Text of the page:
Supplier Selection Based on Price Does Not Always Yield the Best Outcome

June 21, 2018

Selecting an oilfield services supplier primarily based on price alone does not necessarily result in the best outcome.

 

Kimberlite Oilfield Research recently published the 2018 Subsea Equipment and Services report based on interviews with 102 subsea engineers and managers representing 46 unique operating companies managing a total of 4,563 subsea wells worldwide. 

 

While operators report a strategic intent to reduce the finding & development cost for subsea developments to $40 per barrel or lower, the subsea operators worldwide are experiencing a range of outcomes for their subsea developments.

 

Subsea oil & gas operators worldwide report that an average oil price of approximately $57 per barrel is required to justify investment for subsea developments.  The responses ranged from as low as $35 per barrel of oil to as high as $80 per barrel of oil reflecting the variance in levels of efficiency and optimization being experienced among the subsea operators worldwide. 

 

Operators able to justify subsea developments at lower oil prices are the most effective in being able to differentiate between supplier’s offerings and value delivered.  Operators who need higher oil prices to justify subsea developments are less effective in being able to differentiate between supplier’s offerings and rely more heavily on price and availability to drive supplier selection.
 

 

The exhibits above reflect that the subsea operators who can justify investing in subsea developments with oil prices in the $50 per barrel or lower range distinguish performance and value differences between the 4 major subsea equipment & service suppliers and place greater importance on equipment quality & reliability and technical support in their selection of a subsea supplier.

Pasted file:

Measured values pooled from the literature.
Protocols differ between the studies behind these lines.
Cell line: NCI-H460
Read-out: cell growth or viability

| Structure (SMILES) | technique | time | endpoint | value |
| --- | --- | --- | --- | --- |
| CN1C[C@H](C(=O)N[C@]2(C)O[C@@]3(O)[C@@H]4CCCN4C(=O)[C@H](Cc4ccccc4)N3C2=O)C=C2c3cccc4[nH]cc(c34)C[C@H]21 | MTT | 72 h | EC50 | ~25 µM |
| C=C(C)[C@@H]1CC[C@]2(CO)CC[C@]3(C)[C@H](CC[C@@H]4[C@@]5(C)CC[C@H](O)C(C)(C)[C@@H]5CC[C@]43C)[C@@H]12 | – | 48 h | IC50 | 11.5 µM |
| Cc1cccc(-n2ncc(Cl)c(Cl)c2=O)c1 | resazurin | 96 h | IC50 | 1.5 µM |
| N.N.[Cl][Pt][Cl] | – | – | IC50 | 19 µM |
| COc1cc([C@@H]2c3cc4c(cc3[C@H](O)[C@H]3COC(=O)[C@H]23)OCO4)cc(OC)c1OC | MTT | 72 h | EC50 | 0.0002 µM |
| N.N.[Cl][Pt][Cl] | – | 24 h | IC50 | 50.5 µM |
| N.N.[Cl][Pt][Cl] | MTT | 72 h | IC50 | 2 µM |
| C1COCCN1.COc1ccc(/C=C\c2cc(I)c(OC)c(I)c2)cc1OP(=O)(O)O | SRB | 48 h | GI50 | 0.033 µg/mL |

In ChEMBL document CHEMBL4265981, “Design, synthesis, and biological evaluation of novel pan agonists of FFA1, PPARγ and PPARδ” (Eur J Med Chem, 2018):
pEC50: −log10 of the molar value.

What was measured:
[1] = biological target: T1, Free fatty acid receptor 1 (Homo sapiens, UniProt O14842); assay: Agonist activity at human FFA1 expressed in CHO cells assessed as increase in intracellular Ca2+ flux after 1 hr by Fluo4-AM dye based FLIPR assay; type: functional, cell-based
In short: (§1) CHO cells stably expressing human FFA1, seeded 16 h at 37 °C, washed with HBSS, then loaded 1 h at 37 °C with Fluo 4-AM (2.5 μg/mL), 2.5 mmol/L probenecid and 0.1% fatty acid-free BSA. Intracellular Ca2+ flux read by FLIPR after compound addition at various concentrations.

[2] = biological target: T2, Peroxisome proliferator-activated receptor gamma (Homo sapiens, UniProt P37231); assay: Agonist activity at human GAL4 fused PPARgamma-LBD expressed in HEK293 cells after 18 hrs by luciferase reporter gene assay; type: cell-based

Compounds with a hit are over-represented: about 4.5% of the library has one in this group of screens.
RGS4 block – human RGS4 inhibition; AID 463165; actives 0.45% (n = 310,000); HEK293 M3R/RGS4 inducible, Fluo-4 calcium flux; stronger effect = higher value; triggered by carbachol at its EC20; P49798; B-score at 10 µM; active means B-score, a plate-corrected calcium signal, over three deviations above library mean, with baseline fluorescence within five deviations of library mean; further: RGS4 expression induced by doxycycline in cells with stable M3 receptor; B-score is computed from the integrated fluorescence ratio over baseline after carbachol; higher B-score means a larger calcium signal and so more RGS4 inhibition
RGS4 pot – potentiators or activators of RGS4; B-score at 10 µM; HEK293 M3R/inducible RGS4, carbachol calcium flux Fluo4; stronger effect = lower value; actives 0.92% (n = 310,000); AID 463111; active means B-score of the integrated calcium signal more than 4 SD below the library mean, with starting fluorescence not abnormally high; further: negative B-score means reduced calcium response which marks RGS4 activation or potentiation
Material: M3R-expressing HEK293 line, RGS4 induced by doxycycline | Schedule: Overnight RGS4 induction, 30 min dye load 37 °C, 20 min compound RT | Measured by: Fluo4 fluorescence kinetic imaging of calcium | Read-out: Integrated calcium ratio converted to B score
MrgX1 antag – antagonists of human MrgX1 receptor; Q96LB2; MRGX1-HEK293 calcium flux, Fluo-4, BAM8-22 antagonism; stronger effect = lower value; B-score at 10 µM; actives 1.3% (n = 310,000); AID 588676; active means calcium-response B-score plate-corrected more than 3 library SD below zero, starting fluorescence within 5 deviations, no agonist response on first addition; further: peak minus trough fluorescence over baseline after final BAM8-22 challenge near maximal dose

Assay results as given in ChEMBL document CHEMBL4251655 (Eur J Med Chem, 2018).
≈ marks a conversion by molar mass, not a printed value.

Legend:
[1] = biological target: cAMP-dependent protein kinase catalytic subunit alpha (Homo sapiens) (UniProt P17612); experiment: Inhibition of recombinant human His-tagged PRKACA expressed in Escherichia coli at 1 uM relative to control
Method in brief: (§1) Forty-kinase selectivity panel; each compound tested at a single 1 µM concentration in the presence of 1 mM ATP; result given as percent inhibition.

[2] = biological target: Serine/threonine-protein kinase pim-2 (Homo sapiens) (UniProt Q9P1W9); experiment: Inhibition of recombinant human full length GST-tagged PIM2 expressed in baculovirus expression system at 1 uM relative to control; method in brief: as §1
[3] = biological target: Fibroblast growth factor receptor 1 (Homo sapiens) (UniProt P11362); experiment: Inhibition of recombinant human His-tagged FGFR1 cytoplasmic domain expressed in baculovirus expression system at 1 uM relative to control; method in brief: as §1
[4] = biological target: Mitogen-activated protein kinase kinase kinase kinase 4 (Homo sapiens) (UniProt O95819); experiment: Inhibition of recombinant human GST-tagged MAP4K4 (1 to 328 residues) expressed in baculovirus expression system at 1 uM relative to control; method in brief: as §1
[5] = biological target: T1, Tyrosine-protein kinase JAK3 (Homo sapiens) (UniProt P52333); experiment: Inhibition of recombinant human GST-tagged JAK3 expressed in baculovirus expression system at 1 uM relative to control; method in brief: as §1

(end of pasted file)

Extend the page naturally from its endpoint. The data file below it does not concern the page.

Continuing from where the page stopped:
By contrast, the subsea operators who require oil prices of $60 or higher to justify investing in subsea development do not distinguish performance and value differences between the 4 major subsea equipment and service suppliers.  Rather, these operators place greater importance on pricing and availability in their selection of a subsea supplier.

 

The findings of the report reveal that subsea E&P operators who can best differentiate supplier’s capabilities and offerings will be able to experience the highest level of efficiency and economic outcomes.

 

With the Deepwater market expected to grow approximately 12% annually for next 3 years and concerns relating to availability, scheduling and increasing costs, it is more important than ever for E&P operators and subsea equipment and service suppliers to collaborate on standardized subsea solutions, optimize delivery & scheduling and reduce costs. 

 

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